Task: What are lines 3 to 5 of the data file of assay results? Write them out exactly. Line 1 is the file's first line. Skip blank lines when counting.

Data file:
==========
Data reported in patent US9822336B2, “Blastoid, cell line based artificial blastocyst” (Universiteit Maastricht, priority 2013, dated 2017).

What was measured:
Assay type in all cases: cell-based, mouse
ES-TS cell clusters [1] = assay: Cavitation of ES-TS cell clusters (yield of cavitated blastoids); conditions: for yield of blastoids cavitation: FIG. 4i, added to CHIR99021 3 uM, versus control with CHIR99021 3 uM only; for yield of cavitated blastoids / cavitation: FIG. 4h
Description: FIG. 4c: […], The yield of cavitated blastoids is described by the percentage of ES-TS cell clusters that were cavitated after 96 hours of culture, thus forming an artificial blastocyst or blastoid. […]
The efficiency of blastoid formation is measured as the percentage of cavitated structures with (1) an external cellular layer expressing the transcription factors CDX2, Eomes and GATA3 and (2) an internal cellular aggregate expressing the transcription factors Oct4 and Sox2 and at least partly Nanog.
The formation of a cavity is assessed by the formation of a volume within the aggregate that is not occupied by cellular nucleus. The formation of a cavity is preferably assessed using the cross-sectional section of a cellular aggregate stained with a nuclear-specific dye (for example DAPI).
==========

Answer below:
Assay type in all cases: cell-based, mouse
ES-TS cell clusters [1] = assay: Cavitation of ES-TS cell clusters (yield of cavitated blastoids); conditions: for yield of blastoids cavitation: FIG. 4i, added to CHIR99021 3 uM, versus control with CHIR99021 3 uM only; for yield of cavitated blastoids / cavitation: FIG. 4h
Description: FIG. 4c: […], The yield of cavitated blastoids is described by the percentage of ES-TS cell clusters that were cavitated after 96 hours of culture, thus forming an artificial blastocyst or blastoid. […]